July 24, 2019

Do What You Are Doing

Once there was a monk—we’ll call him Brother Alphonse—who was transferred from one monastery to another. When he arrived at his new home, he was surprised and upset to find that the monks there were all expected to do manual labor: working in the fields and orchards, running the small business that produced income to pay the monastery’s bills, doing maintenance work, or various other jobs. He announced, “At my previous monastery, we had none of this; we spent our time in prayer and study and spiritual reading. After all,” he said with a sense of superiority, “remember that Our Lord praised Mary for her spiritual attentiveness, whereas He rebuked Martha for being too busy.” The abbot of the monastery responded, “Brother, you make an interesting point. Take this book of spiritual wisdom to your cell, and spend your day in prayer and reading.”

Brother Alphonse was pleased he had gotten his own way, but as the day went on, he was surprised, and then concerned, when no one summoned him for lunch or for supper. After evening prayers in the chapel, he asked one of the other monks, “Weren’t any meals served today?,” to which the monk replied, “Oh, yes, we all ate as usual.” “Then why wasn’t I sent for when it was time to eat?” Brother Alphonse asked in anger. The abbot happened to overhear the conversation, so he explained rather forcefully, “Brother, it was because you chose for yourself the better part, as Mary did, and seemed to consider it unnecessary and a waste of time to worry about your daily bread. We, on the contrary, work hard, and require strength for our work, so we—unlike you—cannot dispense with eating.” Brother Alphonse accepted this rebuke in silence, and the abbot continued in a gentler tone, “If there had been no Martha to do the work, Mary would not have had the chance to sit at Christ’s feet” (Rev. Francis Spirago, Anecdotes and Examples for the Catechism, p. 374). Unlike the animals, we have souls; unlike the angels, we have bodies. God deliberately created us in this manner, and so we have a responsibility of balancing our physical and spiritual needs; overemphasizing one at the expense of the other will not bring us closer to the Lord. True wisdom lies in not only setting aside time specifically for God, but in using all our activities as a way of growing in His grace.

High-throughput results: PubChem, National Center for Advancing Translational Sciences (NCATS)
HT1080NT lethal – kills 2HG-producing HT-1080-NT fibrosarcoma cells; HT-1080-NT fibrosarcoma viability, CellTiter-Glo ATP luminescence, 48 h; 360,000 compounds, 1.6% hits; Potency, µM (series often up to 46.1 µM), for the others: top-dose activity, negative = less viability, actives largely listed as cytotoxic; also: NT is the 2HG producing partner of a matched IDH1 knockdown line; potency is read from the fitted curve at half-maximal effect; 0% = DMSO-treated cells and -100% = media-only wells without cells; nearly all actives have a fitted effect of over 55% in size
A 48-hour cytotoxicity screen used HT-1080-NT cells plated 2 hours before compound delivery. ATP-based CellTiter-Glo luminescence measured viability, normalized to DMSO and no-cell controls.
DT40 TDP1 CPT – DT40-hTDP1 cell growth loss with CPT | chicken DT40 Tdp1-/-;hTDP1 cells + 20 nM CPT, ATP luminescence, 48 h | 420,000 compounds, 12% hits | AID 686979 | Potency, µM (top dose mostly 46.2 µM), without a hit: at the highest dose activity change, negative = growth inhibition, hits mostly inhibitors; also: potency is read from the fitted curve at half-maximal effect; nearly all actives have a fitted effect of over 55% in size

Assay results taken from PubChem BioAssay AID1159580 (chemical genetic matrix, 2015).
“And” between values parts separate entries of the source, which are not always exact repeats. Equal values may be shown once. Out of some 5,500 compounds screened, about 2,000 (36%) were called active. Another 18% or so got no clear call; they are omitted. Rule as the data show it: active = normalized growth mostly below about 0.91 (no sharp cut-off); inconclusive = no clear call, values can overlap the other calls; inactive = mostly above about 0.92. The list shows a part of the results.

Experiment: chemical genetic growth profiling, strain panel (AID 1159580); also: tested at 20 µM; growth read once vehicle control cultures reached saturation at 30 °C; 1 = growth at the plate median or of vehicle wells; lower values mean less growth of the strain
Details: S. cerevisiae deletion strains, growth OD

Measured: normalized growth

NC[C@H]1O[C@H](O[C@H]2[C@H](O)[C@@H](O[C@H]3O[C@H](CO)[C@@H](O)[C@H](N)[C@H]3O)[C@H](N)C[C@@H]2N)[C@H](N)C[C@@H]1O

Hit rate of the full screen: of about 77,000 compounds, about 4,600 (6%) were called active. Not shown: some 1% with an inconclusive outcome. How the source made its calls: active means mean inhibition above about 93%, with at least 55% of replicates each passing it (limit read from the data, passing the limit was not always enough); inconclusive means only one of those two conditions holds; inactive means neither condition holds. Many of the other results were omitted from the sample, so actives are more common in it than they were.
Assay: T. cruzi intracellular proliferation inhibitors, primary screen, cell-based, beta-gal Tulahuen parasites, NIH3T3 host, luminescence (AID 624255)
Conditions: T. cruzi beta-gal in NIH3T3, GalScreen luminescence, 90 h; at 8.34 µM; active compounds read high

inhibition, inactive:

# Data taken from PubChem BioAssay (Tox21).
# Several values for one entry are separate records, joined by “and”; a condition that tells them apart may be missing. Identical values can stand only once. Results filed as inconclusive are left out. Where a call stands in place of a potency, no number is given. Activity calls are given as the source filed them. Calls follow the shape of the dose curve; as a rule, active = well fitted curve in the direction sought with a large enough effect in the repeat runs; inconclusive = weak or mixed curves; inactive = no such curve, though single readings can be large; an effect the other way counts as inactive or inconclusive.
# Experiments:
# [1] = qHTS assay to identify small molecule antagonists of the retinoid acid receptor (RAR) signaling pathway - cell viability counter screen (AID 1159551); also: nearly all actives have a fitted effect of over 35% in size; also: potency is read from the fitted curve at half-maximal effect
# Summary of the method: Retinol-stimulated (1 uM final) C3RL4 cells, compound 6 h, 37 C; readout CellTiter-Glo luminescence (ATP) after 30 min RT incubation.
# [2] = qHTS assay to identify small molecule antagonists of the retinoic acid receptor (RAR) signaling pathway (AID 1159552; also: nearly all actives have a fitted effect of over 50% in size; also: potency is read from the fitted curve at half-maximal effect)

St. Paul speaks of “teaching everyone with all wisdom,” and this is what the Church has always tried to do—pointing out to the world the importance of seeking a proper balance among prayer, work, learning, rest, and leisure, and of having the inner foundation of faith that gives us the flexibility to shift from one to another as circumstances require. Abraham understood this. He was resting during the heat of the day, a quite sensible thing to do—but when he saw three strangers, the demands of hospitality took over, and he immediately sprang into action, and had Sarah assist him in preparing a meal for their unexpected visitors. Their generosity was rewarded; they were promised the miraculous gift of a son, in spite of their old age.

Martha’s situation was somewhat different. Yes, it’s true that without her work in the kitchen, her sister Mary wouldn’t have had the opportunity to sit and listen to Jesus, secure in the knowledge that the demands of hospitality were being taken care of. Martha was working hard. That wasn’t the problem; the difficulty lay in the fact that she was uncentered, drifting from one concern to another, without taking the time to invest herself completely and in what she was doing; as Jesus said to her, “you are anxious and worried about many things.” Her sister Mary was more focused; she understood there was a time for working in the kitchen, and a time for listening to the Lord, and that by doing each of these wholeheartedly, with an undivided spirit, she would be giving the Lord the greatest possible honor. This was the lesson Jesus wanted Martha to learn, and it’s one that is equally important for each one of us (Robert Barron, The Strangest Way, p. 34).